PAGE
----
Caveman Jack

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Not being an anthropologist, I am not sure that our prehistoric ancestors spoke French.  Still, all I will say is plus ça change, plus c'est la même chose .

Once again I am joined by Ron Stewart (who is now playing banjo and fiddle with The Seldom Scene.)  I wish I could play a single instrument even half as well as Ron can play four!  Be prepared to hear some outstanding bluegrass.

© 2007 Steven E. Cutts

recorded August 2014, mixed by Jim Robeson

  • Steve, lead and harmony vocals
  • Ron Stewart, banjo
  • R. Stewart,  fiddle
  • Stewart, Ron, guitar
  • that Stewart guy, mandolin
  • Jim Robeson, bass and harmony vocal


Caveman Jack stands stretching in the entrance to his cave;

He watches as the sun comes up -- gonna be a busy day.

He feels a little groggy -- didn't sleep so well last night.

There's a lot he should accomplish while it's warm and there is light.

There's food to hunt and gather -- the everyday routine --

But the game and roots and berries lately've been a little lean.


Caveman Jack -- there's a lot that's on his mind.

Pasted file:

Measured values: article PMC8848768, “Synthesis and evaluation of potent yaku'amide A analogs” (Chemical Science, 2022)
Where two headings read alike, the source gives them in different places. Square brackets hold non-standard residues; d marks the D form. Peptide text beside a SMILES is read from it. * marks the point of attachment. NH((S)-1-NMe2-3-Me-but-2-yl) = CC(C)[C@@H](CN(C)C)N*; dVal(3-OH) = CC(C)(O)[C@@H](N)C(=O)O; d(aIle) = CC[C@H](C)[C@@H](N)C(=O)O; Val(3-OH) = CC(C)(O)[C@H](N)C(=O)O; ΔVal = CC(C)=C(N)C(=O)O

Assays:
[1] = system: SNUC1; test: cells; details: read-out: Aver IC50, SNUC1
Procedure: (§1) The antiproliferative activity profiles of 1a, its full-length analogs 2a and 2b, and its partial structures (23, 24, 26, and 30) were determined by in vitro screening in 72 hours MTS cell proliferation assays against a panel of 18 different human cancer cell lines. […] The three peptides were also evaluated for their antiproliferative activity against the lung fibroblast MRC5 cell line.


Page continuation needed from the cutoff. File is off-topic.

Caveman Jack -- he wishes he had time

For the finer things in life -- a vacation from the grind

Of getting through another day alive.  Caveman Jack.


His wife wants him to carve more room; she says they need the space,

But the neighbors are remodeling, and she's just keeping pace.

He'd rather touch up all his paintings of the antelope and deer

That got damaged when the cave walls sprung those mammoth leaks last year.

And the cave is always drafty; too much heat escapes;

He could save on firewood if he'd only insulate.


Jack has learned that he can always count upon his son

To disappear whenever there is work to be done.

He worries about his daughter; she is fifteen summers old;

The boyfriend who keeps coming 'round's so Neanderthal.


Jack's leaders say they should attack the tribe that lives nearby,

though when he asks, his leaders cannot give a reason why.

The last time there was fighting, it didn't go so well;

A lot of folks got hurt, but not much changed that he could tell.

Jack asks himself this question as he contemplates the dawn:

"Why can't we all just get along?"